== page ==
Excessive dosage of polycarboxylate-based high-efficiency water reducing agent leads to excessive air bubbles on the surface of concrete structures.

To enhance pumpability and durability, it's beneficial to increase the air-entraining agent appropriately since many polycarboxylate superplasticizers have significant air-entraining properties. Like naphthalene-based water reducers, polycarboxylate superplasticizers also have a saturation point. If the dosage of the admixture is near its saturation point, adjusting the amount of paste in the concrete mix or using other methods is necessary to improve the workability of the concrete mix.

Issue: A mixing station consistently used polycarboxylate superplasticizers to prepare concrete. Suddenly, one day, a construction site reported excessive air bubbles on the surface of shear walls after formwork removal, resulting in poor aesthetics.

Cause: On the day of pouring the concrete, the construction site repeatedly reported low slump and poor workability, prompting the laboratory personnel at the concrete mixing station to increase the dosage of the admixture. The site used large steel formwork, and too much material was poured at once, leading to uneven compaction.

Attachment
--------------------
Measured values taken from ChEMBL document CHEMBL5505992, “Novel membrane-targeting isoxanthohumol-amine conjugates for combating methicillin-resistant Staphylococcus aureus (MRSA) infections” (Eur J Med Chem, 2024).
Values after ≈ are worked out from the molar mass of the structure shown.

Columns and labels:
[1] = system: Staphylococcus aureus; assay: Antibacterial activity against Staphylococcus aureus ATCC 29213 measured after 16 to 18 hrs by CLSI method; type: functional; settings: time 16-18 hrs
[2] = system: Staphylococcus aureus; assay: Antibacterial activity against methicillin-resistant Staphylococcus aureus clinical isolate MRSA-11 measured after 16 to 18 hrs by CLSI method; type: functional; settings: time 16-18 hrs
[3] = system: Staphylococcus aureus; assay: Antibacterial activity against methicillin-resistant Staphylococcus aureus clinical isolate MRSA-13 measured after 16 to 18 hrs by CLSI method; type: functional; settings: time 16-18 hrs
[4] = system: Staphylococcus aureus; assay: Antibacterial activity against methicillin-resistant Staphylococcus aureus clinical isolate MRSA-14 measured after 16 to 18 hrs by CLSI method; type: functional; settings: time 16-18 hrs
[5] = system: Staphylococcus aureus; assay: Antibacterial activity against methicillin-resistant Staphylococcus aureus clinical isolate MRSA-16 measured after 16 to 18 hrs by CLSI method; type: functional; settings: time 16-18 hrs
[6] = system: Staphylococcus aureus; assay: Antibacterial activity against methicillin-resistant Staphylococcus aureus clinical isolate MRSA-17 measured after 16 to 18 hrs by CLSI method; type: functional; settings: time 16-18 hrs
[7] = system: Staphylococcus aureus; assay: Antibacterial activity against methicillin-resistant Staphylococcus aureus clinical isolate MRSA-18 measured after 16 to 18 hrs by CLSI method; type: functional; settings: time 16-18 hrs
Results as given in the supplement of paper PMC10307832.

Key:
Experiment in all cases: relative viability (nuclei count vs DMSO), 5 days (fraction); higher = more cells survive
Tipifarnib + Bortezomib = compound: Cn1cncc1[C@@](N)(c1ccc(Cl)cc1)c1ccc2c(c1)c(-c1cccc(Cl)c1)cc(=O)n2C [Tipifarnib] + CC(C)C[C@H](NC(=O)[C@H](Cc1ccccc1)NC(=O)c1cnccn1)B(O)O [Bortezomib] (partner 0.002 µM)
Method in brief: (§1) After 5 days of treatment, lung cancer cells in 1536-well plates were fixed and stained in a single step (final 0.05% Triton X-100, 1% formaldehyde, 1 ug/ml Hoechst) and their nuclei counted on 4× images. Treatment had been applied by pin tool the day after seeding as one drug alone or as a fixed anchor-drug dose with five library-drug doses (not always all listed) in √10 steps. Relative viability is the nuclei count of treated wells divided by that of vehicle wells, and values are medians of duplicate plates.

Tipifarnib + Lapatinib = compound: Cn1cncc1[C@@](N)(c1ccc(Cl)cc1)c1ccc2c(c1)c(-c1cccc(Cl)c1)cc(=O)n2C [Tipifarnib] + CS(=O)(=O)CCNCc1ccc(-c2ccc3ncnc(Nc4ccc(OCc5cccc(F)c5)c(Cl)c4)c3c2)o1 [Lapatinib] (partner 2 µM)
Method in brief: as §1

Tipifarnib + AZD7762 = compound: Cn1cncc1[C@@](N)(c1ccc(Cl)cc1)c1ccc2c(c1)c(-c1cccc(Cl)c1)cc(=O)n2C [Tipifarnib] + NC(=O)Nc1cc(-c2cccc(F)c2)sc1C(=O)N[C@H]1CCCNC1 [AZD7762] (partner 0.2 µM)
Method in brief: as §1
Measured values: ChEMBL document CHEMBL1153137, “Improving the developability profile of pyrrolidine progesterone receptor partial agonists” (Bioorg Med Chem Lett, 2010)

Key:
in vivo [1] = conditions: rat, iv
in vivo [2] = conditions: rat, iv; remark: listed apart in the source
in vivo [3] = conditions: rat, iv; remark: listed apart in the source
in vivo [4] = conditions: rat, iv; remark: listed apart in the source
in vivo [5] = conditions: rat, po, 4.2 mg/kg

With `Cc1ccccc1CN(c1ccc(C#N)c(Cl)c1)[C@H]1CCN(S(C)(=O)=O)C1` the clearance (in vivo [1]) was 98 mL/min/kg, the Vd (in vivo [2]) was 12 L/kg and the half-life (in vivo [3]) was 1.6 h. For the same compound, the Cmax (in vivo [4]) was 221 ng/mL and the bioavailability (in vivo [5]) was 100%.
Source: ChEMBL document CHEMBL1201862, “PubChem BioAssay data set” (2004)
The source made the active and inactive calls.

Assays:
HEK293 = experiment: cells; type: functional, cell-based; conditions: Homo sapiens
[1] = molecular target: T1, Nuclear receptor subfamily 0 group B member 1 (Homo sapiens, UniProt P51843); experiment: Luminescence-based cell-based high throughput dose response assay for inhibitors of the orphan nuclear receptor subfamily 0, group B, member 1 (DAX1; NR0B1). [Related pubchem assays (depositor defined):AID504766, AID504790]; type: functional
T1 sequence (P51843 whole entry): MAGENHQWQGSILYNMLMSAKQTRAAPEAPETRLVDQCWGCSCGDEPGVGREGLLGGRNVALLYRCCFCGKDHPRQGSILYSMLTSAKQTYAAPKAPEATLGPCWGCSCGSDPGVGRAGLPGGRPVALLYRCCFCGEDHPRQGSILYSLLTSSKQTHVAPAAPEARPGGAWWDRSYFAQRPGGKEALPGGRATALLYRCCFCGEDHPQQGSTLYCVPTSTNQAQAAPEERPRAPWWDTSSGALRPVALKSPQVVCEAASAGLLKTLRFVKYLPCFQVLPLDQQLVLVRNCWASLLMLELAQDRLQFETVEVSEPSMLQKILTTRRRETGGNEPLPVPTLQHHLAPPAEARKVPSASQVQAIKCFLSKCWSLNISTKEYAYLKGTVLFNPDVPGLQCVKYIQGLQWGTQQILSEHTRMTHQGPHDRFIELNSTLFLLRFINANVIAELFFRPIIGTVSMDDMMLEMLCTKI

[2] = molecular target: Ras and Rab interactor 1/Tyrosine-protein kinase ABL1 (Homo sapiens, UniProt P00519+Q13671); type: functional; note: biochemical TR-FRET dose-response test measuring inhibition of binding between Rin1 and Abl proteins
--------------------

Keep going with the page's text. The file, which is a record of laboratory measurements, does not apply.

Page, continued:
Prevention: Strengthen communication with the construction site, strictly follow the specifications for pouring height and compaction methods. Adjust the amount of paste in the concrete mix or use other methods to enhance the workability of the concrete mix.

Polycarboxylic acid production workshop

Overdosing of polycarboxylate superplasticizer leads to prolonged setting time.

Issue: Concrete has a high slump, and it takes 24 hours to finally set. After 15 hours of pouring structural beams and slabs at a construction site, some parts of the concrete were still not solidified. Upon inspection by engineers from the mixing station and subsequent heating treatment, it took 24 hours for the concrete to finally set.

Cause: Excessive dosage of the water reducer, combined with low nighttime temperatures, resulted in slow hydration of the concrete. Workers at the site added water to the concrete without authorization, increasing the water content.

Prevention: Adhere to appropriate dosage of admixtures with precise measurements. Remind workers to ensure proper insulation during lower temperatures and avoid adding water arbitrarily, as polycarboxylate-based admixtures are sensitive to water content.

polycarboxylate superplasticizers are high-performance admixtures with low dosage, high water reduction rates, and minimal slump loss. The variety of polycarboxylate water reducers available in the market differ in synthesis pathways, raw material sources, quality, and production processes, leading to variations in product performance. Continuous experimentation and evaluation are essential to understand the characteristics of polycarboxylate superplasticizers. Fuluorui, based on experimental foundations, continually optimizes the performance of polycarboxylate superplasticizers. The currently available polycarboxylate water reducers are highly acclaimed in the market.